So You Want To Be a Developer Header Image

The header image for this post was created by Unsplash user Caspar Rubin, the original version is available here

A Quick Note

Before we start, I just wanted to say that this won’t be an “ultimate guide to being a rock star games developer” type of article. There are hundreds of those articles out there.

in fact, here’s a relevant google search

Because of that, I’m just going to go over some of the things you might need to know about, that way you don’t has as many unknown unknowns.

It’s going to be a shallow look at the stuff you’ll need to know, so it won’t go into things like implementations of path finding algorithms or the “best” programming language to use.

the quotation marks are intentional

It’s going to be text heavy and slightly opinionated. Some of the facts might not be 100% correct (especially related to what certain companies expect), but I’ve done some research to validate the information I put across.

This post will be all about the knowledge that you’ll need to work on a team of developers. It’s not about the tools that you can download to make games more rapidly, without much programming knowledge.

tools like the hugely successful RPG Maker

Both Djstump and I will be collaborating on a post about them in the near future.

Anyway, let’s begin.

A Little History

There are a lot more independent games developers and studios these days, more so than the AAA companies.

anyone can be an indie developer

Up until the early 2000s there weren’t as many indie development companies because it was harder to get a game released on most of the major consoles.

Most game releases were overseen by one of the massive game publishers. They who would finagle a deal between one of the big three (Sony, Sega, and Nintendo) to get your game released, and most of the time the big three wouldn’t talk to individual development companies.

This was all down to licensing the game to run on the consoles.

Back in the late 70s and early 80s, anyone could publish a game for the home consoles of the time

assuming that they had the ability to manufacture the cartridges, that is

Because of this, and a number of other factors, this lead to the video games crash of 1983.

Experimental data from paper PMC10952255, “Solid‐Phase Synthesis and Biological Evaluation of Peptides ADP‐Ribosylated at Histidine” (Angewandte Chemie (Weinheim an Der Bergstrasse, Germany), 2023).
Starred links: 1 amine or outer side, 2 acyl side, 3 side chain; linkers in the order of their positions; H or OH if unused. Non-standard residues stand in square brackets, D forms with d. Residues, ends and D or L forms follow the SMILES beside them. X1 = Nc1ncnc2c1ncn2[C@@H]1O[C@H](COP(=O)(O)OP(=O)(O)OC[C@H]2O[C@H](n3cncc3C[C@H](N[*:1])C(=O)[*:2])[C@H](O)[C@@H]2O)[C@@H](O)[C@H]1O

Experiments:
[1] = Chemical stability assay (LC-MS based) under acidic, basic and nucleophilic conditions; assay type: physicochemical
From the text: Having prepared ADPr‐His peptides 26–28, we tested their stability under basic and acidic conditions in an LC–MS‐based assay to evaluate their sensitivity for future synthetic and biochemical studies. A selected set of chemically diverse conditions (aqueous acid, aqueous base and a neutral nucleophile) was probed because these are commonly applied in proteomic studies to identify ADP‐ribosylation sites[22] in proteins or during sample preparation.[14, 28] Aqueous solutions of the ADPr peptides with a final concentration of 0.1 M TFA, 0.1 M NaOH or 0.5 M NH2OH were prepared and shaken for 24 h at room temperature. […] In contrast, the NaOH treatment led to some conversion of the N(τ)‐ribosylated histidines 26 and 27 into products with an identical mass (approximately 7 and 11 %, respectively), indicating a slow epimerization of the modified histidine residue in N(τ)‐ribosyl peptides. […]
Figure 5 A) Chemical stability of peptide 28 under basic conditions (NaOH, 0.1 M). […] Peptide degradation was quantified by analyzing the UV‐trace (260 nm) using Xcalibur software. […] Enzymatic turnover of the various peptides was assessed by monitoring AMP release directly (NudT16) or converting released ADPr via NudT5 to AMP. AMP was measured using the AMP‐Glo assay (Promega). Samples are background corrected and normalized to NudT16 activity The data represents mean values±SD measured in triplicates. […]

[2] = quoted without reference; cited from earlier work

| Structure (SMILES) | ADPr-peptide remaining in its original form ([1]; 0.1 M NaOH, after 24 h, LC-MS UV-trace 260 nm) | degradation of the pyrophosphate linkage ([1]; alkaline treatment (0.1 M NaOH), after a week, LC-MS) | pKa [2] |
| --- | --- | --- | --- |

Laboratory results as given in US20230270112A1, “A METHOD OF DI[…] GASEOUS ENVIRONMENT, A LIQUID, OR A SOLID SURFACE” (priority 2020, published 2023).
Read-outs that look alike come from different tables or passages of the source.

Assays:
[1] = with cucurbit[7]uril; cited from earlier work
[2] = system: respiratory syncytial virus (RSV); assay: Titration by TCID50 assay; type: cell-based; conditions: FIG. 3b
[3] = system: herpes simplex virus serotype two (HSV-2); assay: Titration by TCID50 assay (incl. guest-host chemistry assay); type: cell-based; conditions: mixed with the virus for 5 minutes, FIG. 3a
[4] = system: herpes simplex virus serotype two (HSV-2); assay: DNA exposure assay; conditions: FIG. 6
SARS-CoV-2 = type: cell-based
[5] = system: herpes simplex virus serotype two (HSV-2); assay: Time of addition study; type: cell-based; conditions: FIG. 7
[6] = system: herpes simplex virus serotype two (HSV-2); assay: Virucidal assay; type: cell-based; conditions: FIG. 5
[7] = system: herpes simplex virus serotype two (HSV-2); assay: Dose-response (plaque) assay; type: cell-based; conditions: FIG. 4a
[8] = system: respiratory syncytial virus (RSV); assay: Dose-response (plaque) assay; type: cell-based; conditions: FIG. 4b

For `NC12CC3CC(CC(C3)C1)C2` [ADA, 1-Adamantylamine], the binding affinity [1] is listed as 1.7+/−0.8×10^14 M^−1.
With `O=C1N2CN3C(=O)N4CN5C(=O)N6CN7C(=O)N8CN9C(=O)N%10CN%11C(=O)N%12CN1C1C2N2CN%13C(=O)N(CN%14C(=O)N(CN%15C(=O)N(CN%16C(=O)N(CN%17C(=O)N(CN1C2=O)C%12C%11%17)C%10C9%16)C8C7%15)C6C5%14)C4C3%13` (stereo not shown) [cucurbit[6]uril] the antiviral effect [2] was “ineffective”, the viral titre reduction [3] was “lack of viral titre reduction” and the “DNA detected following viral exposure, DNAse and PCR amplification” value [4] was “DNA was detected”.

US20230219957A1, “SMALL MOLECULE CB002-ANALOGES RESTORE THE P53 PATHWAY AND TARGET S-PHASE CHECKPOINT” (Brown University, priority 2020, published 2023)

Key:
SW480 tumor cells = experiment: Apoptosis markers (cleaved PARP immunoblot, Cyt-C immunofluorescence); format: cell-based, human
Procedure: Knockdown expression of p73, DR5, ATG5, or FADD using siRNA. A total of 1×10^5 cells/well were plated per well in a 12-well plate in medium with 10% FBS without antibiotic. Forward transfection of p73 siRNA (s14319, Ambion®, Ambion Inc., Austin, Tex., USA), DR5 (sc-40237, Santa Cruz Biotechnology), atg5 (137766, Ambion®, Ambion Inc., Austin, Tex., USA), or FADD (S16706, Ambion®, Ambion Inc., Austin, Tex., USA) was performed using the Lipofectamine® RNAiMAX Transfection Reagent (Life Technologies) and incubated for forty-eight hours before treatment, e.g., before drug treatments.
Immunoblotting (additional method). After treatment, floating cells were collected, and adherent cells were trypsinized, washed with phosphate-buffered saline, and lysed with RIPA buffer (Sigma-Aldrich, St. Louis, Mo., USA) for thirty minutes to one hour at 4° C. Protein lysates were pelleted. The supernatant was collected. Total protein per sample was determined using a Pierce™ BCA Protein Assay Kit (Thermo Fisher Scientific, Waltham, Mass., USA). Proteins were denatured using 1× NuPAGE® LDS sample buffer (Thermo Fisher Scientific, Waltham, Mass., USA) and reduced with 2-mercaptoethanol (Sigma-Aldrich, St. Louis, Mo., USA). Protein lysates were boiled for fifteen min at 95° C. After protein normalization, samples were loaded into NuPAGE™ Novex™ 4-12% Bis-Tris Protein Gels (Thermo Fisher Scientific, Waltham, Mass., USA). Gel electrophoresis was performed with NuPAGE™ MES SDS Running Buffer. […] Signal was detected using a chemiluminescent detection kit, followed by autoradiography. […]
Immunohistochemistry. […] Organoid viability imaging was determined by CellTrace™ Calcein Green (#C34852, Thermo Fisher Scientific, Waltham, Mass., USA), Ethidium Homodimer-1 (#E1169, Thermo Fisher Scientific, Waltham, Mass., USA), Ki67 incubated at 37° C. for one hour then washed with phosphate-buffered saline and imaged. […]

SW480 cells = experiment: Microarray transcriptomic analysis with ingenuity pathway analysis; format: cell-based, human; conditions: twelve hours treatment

take some time to read about it at Wikipedia

As a direct result of the video game crash, Nintendo decided to lock their new console (the NES) down to approved, licensed titles. This mean that a developer had to strike up a deal directly with Nintendo in order to release a game. You would send your code to Nintendo and they would approve or deny it, based on a long list of standards.

which is almost exactly what Apple do with apps on the iOS app store

An game which passed these standards would be given the “Nintendo Seal of Approval” and released to market.

In the early 2000s, this changed. The console manufacturers starting having a bidding war (of sorts) to see how many exclusive independent games they could have on their consoles, and Microsoft created XNA to make this happen.

Nintendo and Sony followed suit by offering their tools and development kits to smaller development houses. Then the boffins created tools which allowed developers to write the code for their game once and have it build for all of the consoles.

Add to that, that anyone can release a game for Windows, Linux and Mac without a publisher being involved

although that’s harder to do

So how do you get into this industry?

Looking Back

If anyone would have asked me, when I was kid, what I wanted to be when I was older I’d have said

I want to be a Teenage Mutant Ninja Turtle

By the time I was a pre-teen, I realised that wasn’t possible

no matter how much pizza I ate

and decided that I wanted to learn all about video games development.


A quick caveat here: Games development and games design are two different fields.

Games development is all about writing the code for the game; making the actual software that the player interacts with when playing the game.

Games design is related to the overall design of the game, and how it can be played, and how it fits within the story of the writer(s).

You could also be a designer for a games development company and work on things like the look and feel of the characters, background or concept art.

I’ve intentionally left a lot of detail out of the designer role because, we’ll I don’t know much about design, and the edges of one can blur into the edges of the other.


So off I went to college and university

for non-British readers, college and university are two separate things in the UK

to learn all I could about games development.

Several years of study later, I had a degree in Computer Science with Games Development. But do you need a degree to be a games developer?

Well, Do You Need a Degree?

The short answer is: it depends.

If you want to work as a developer for a big, famous development company like EA, Bethesda or Infinity Ward

big companies like this are often called AAA (or Triple A) development companies

then you’ll, most definitely, need some sort of Computer Science or Physics degree. It might not have to be a specialist one, but you’ll definitely need some kind of CompSci of Physics degree.

Why Those Subjects?

Each company will have different hiring requirements, but most will want one of these subjects because they have the biggest overlap with the kind of work you’ll be doing on a daily basis:

  • Writing code
  • Maths

I’ve pluralised it, deal with it 😛

The code which runs most modern games is all heavily related to Maths and Physics. Can you imagine playing Portal or a WWW 2k18 without a good physics engine? It would be fun for a while, but would quickly get annoying.

there is a whole subreddit devoted to pointing out when physics in games goes wrong

What About The Indies or Smaller Companies?

The indies tend to also want folks with degrees, but they seem to be more willing to take a chance on someone without a traditional Computer Science of Physics background.

again, each company is different

Folks who have developed games in their own time by self educating